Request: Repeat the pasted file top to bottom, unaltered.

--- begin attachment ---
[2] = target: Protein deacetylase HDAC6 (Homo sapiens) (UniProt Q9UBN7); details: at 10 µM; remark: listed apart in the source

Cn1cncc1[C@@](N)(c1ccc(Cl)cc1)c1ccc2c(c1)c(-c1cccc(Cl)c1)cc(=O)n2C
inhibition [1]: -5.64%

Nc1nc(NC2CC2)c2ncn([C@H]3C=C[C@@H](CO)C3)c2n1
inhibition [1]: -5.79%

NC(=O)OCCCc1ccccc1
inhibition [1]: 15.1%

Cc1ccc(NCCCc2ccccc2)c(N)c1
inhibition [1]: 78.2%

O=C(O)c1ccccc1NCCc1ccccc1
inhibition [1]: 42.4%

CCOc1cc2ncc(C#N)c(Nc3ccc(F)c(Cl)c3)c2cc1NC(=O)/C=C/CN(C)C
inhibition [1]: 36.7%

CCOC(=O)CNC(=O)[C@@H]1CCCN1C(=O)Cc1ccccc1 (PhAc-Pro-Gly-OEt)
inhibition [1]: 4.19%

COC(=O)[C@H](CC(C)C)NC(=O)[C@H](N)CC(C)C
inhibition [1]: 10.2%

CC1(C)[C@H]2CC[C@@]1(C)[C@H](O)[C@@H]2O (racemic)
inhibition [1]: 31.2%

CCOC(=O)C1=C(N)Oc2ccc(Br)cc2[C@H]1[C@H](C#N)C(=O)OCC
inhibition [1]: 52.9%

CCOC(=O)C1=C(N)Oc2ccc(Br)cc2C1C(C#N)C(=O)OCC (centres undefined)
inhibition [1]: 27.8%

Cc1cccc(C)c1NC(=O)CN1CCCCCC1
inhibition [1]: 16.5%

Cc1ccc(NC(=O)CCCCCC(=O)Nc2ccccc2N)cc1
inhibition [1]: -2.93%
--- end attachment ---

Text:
[2] = target: Protein deacetylase HDAC6 (Homo sapiens) (UniProt Q9UBN7); details: at 10 µM; remark: listed apart in the source

Cn1cncc1[C@@](N)(c1ccc(Cl)cc1)c1ccc2c(c1)c(-c1cccc(Cl)c1)cc(=O)n2C
inhibition [1]: -5.64%

Nc1nc(NC2CC2)c2ncn([C@H]3C=C[C@@H](CO)C3)c2n1
inhibition [1]: -5.79%

NC(=O)OCCCc1ccccc1
inhibition [1]: 15.1%

Cc1ccc(NCCCc2ccccc2)c(N)c1
inhibition [1]: 78.2%

O=C(O)c1ccccc1NCCc1ccccc1
inhibition [1]: 42.4%

CCOc1cc2ncc(C#N)c(Nc3ccc(F)c(Cl)c3)c2cc1NC(=O)/C=C/CN(C)C
inhibition [1]: 36.7%

CCOC(=O)CNC(=O)[C@@H]1CCCN1C(=O)Cc1ccccc1 (PhAc-Pro-Gly-OEt)
inhibition [1]: 4.19%

COC(=O)[C@H](CC(C)C)NC(=O)[C@H](N)CC(C)C
inhibition [1]: 10.2%

CC1(C)[C@H]2CC[C@@]1(C)[C@H](O)[C@@H]2O (racemic)
inhibition [1]: 31.2%

CCOC(=O)C1=C(N)Oc2ccc(Br)cc2[C@H]1[C@H](C#N)C(=O)OCC
inhibition [1]: 52.9%

CCOC(=O)C1=C(N)Oc2ccc(Br)cc2C1C(C#N)C(=O)OCC (centres undefined)
inhibition [1]: 27.8%

Cc1cccc(C)c1NC(=O)CN1CCCCCC1
inhibition [1]: 16.5%

Cc1ccc(NC(=O)CCCCCC(=O)Nc2ccccc2N)cc1
inhibition [1]: -2.93%